I can't let go: Personality, Behavioral, and Neural Correlates of Persistent, Intrusive Thought in Depression

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Title: I can't let go: Personality, Behavioral, and Neural Correlates of Persistent, Intrusive Thought in Depression
Authors: Eggert, Lucas
Thesis advisor: Prof. Dr. Julius Kuhl
Thesis referee: Prof. Dr. med. Carsten Konrad
Abstract: Though a major illness in modern society, depression is still not completely understood. A number of empirical observations point to the importance of basic cognitive processes as well as personality variables as antecedents of a depressive disorder. In this work it is argued that “state orientation”, a personality style characterized by the inability to actively influence one’s focus of thought, plays an important role in the development of at least some forms of major depressive disorder. In the present work, it is suggested that (1) state-oriented cognitions are equivalent to sustained information processing, that (2) depressed individuals are characterized in particular by state-oriented cognitions related to prior failure experiences, that (3) sustained processing of affective information will interfere with normal executive cognitive functioning in depressed individuals resulting in impairments of normal behavior, and that (4) both sustained information processing and “affective interference” will be associated with specific dysfunctional patterns of brain activity in depressed individuals. In the first chapter of this thesis, theorizing pertaining to “action control” and the relationship between action control and state orientation are reviewed. After having established the potential functional significance of state-oriented cognitions, their possible link to depression is developed by introducing the “degenerated-intention hypothesis”. Afterwards, the role of state orientation in the advent of the depressive state is discussed against the background of the “functional helplessness” model of depression. Next, recent empirical findings related to executive dysfunction associated with state-oriented cognitions in major depressive disorder and related dysfunctional patterns of brain activity are reviewed. By considering evidence from studies on executive functioning, brain imaging, and neurophysiological studies, support is found for a possible frontocingulate dysfunction associated with a state-oriented cognitive style underlying a major depressive disorder. Consistent with the proposed link between depression and state orientation, in the second chapter of the thesis, Studies 1a – 1c demonstrate that subclinically and clinically depressed individuals are specifically characterized by failure-related state orientation. Moreover, the results of Study 2, described in Chapter 3, reveal that sustained processing of affectively valenced information may indeed interfere with subsequent executive cognitive functioning, especially in individuals demonstrating relatively high levels of depression. Finally, in line with the idea that sustained information processing and affective interference will be related to an individual’s level of state orientation and will be reflected in specific patterns of neural activity, Study 3, presented in Chapter 4, provides considerable evidence for disturbed brain function in clinically depressed individuals during processing of affective information as well as subsequent executive cognitive functioning and its relation to state-oriented thought. The current research supports the idea that state orientation, in particular its failure-focused form, is a crucial process involved in the development and maintenance of a depressive disorder. Specifically, the present findings suggest that certain forms of major depressive disorder are associated with sustained processing of affective information and with the resulting affective interference with executive cognitive functioning. Findings further suggest that sustained information processing is experienced by affected individuals as ruminative, state-oriented thought on past aversive experiences, and that both sustained information processing and affective interference are associated with distinct patterns of brain activity, which are related to early stimulus evaluation, conflict monitoring, and conflict resolution. The processes possibly underlying some forms of depression, as proposed in this thesis, comprise what may be called “the spinning mind”, whose important functional significance is to hinder an individual from adaptive behavior by impairing the ability to direct thought. Although state orientation may therefore appear to be maladaptive per se, it may be argued instead that this mode of action control is also an adaptive process as long as critical limits of certain parameters are met and the spinning mind is prevented. These and similar considerations are addressed in the concluding discussion in Chapter 5.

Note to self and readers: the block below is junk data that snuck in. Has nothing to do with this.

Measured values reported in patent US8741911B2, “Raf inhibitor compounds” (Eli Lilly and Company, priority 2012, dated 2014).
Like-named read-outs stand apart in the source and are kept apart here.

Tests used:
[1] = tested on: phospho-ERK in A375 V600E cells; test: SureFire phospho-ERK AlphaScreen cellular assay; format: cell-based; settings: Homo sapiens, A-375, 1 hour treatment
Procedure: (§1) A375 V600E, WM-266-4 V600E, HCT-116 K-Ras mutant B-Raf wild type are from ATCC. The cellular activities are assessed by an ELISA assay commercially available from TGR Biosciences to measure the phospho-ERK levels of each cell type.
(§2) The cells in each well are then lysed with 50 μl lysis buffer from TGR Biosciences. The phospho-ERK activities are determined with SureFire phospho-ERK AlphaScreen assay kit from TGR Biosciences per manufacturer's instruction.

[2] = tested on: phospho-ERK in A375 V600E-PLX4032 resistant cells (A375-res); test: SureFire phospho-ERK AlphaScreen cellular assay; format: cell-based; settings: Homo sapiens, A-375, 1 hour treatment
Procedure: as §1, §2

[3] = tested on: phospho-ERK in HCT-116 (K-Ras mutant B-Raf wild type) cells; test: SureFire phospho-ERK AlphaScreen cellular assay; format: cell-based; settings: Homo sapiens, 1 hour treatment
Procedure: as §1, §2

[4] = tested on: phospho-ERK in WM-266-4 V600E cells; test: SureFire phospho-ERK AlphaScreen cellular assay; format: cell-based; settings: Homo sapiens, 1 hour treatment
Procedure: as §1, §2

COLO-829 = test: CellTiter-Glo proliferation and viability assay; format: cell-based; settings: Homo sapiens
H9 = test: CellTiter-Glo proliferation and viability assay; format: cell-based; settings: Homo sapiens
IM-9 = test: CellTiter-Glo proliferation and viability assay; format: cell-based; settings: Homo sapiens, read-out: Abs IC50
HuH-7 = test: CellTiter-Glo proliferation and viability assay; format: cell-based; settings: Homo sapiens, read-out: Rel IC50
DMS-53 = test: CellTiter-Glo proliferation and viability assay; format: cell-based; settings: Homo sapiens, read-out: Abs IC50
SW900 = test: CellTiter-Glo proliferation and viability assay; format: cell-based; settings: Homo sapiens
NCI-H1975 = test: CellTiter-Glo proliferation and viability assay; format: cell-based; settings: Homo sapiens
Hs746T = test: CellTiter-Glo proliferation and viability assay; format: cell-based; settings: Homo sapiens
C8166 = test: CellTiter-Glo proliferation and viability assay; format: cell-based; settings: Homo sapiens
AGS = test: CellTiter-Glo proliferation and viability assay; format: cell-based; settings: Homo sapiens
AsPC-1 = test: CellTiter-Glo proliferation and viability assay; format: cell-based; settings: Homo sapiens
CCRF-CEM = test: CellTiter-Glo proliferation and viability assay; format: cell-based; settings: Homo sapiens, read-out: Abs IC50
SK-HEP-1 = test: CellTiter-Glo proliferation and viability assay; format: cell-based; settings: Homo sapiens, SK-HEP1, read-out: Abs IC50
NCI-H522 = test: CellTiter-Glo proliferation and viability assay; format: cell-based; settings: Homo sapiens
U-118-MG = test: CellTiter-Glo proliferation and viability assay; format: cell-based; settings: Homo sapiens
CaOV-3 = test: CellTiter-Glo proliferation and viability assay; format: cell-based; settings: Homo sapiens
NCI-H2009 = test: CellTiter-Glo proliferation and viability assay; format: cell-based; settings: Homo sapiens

URL: https://repositorium.ub.uni-osnabrueck.de/handle/urn:nbn:de:gbv:700-2013042410815
Subject Keywords: Depression; Rumination; State Orientation; Executive Functioning; Interference; Affect Regulation; Sustained Neural Activity; EEG
Issue Date: 24-Apr-2013
License name: Namensnennung-NichtKommerziell-KeineBearbeitung 3.0 Unported
License url: http://creativecommons.org/licenses/by-nc-nd/3.0/
Type of publication: Dissertation oder Habilitation [doctoralThesis]
Appears in Collections:FB08 - E-Dissertationen

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